Sekulow Tries to Blame Secret Service for Trump/Russia Meeting


Sekulow Tries to Blame Secret Service for Trump/Russia Meeting

The actor couldn't help reminding readers of the 2016 campaign when Donald Trump was fixated upon Hillary Clinton's emails.

Trump has gone through one of the rockiest stretches of his presidency since the disclosure of the meeting in June 2016 between his son and the Kremlin-linked lawyer.

"This is about as clear of evidence you could find of intent by the campaign to collude with the Russians, to get useful information from the Russians", Rep. Adam Schiff, D-Calif., said of Trump Jr.'s emails.

The meeting took place at a pivotal point in the 2016 campaign, after Mr Trump had shocked Republicans with a string of primary victories and Ms Clinton had all-but secured the Democratic nomination.

"The latest "I can't believe this actually happened" bombshell concerns, of course, not Trump himself but his namesake, Donald, Jr., whose emails confirming Russian support for his father and meddling in the election present such low hanging evidentiary fruit that even Jeffrey Beauregard Sessions III could pick them", Takei wrote, needling Attorney General Jeff Sessions.

While Mr. Trump Jr. has confirmed that Russian attorney Natalia Veselnitskaya was in the meeting, he did not disclose Mr. Akhmetshin's presence.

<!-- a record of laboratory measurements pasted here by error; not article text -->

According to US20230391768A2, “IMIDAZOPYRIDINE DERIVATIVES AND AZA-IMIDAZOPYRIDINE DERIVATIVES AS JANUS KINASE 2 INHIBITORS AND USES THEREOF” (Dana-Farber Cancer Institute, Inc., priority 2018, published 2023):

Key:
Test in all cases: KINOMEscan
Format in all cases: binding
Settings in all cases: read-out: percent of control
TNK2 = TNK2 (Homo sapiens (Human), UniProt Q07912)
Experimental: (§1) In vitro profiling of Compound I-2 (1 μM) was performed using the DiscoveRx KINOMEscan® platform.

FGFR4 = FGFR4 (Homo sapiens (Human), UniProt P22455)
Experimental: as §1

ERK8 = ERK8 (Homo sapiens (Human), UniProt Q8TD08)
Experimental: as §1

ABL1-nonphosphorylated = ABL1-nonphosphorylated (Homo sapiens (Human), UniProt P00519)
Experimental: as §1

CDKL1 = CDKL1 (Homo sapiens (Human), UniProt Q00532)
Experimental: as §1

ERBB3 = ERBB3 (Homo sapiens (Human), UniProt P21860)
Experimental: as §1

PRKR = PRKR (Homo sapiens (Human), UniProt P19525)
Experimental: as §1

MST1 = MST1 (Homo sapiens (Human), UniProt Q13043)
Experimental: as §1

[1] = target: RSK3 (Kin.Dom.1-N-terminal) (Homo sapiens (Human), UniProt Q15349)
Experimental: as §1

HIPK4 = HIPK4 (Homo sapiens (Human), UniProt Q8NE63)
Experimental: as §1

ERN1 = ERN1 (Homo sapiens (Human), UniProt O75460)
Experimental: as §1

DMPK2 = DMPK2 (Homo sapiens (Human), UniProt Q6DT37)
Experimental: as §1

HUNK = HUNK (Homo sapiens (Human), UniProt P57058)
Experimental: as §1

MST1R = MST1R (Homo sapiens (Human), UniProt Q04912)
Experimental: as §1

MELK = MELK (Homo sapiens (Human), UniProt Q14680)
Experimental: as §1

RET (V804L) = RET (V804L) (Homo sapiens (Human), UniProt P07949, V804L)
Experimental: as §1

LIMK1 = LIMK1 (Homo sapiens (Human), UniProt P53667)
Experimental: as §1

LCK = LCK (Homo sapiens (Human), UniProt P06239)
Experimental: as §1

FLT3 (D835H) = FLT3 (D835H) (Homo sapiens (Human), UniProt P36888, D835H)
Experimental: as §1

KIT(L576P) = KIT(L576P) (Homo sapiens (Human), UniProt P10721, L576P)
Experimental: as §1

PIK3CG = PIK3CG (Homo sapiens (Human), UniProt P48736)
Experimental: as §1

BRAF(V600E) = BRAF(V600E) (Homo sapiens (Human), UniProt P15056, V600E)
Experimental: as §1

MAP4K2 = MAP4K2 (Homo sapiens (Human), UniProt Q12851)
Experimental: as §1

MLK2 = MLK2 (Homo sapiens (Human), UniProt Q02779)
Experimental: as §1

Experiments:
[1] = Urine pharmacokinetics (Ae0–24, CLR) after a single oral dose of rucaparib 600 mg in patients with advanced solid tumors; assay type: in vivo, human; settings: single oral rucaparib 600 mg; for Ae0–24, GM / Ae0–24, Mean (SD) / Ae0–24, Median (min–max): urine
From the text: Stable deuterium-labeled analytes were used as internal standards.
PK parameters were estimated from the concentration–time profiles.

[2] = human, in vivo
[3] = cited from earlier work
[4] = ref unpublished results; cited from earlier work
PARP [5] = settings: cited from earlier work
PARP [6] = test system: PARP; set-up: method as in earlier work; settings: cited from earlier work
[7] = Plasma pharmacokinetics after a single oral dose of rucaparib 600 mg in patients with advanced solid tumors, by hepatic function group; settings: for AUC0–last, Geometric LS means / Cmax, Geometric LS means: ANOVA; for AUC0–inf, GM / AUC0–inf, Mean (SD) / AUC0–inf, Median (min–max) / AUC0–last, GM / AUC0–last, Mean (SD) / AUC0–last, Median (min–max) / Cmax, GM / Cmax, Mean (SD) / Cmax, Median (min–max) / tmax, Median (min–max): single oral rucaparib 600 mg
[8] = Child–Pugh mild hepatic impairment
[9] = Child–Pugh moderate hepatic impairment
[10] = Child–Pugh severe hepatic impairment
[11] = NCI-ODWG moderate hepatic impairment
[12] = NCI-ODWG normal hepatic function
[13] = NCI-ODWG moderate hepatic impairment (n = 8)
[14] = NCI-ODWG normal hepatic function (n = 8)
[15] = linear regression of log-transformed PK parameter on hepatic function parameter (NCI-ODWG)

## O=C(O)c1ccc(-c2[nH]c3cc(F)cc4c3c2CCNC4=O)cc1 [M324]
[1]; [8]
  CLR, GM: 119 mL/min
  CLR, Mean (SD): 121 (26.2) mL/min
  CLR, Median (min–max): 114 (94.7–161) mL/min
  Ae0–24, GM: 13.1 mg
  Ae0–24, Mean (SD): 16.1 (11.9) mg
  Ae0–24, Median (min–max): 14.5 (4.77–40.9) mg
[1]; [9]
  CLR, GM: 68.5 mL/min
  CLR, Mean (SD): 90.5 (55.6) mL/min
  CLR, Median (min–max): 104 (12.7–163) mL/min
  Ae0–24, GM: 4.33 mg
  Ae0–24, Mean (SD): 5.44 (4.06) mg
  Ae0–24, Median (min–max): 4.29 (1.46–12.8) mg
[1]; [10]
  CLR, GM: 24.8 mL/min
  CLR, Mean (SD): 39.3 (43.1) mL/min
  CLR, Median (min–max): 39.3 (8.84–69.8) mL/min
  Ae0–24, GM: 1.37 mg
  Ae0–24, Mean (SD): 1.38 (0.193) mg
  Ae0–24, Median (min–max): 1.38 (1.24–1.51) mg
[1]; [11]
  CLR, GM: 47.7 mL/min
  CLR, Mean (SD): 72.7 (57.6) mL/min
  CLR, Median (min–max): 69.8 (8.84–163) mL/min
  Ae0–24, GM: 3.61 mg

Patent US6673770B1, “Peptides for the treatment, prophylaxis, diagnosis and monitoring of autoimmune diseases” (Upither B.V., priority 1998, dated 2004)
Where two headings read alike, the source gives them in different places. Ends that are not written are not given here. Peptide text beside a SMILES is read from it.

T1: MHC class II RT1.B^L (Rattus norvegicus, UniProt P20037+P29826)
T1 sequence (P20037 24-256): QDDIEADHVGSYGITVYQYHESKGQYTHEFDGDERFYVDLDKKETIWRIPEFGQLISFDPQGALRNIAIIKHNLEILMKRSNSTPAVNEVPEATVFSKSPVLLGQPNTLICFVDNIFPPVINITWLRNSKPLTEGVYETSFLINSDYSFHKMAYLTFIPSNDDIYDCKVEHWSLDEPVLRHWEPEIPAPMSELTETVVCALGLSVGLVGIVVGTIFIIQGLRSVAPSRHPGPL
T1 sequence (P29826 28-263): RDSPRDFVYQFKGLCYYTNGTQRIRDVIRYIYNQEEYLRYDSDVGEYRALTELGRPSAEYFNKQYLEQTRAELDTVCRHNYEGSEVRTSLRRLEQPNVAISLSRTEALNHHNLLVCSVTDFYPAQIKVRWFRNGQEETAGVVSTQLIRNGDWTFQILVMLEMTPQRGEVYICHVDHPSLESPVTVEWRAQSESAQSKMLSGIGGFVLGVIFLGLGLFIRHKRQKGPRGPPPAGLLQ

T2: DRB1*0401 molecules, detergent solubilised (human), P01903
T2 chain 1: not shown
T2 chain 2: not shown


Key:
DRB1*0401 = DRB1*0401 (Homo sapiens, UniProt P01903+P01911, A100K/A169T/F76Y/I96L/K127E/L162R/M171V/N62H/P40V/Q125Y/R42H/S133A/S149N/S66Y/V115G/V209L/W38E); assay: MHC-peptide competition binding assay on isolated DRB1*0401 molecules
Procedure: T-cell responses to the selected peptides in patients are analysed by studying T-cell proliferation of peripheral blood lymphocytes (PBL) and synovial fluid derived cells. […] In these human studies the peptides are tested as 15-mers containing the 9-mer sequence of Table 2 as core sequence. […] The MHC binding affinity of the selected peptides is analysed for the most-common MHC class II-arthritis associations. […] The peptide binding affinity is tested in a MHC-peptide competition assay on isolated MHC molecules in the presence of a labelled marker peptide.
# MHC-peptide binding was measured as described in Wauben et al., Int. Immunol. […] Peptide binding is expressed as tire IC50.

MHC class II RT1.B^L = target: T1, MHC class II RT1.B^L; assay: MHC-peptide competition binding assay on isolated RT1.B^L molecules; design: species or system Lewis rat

In a statement to the Times, Mr Trump Jr said she "stated that she had information that individuals connected to Russian Federation were funding the Democratic National Committee and supporting Mrs Clinton".

The number of people known to have been at the meeting also changed over time.

The emails - which the younger Trump published on Twitter, pre-empting their release by The New York Times - were released as the White House contends that investigations of possible campaign collusion with Russian Federation are nothing more than a "witch hunt". Schiff is the senior Democrat on the House Intelligence Committee. He emerged to say that he had witnessed no collusion between the campaign and Russian Federation.

The Washington Post-ABC News poll said the president's overall approval rating was 36 percent, down from 42 percent in April. "We can't be aware of all the meetings Russian lawyers have overseas", said spokesman Dmitry Peskov. "The ABC/Washington Post Poll. was just about the most inaccurate poll around election time!" he tweeted.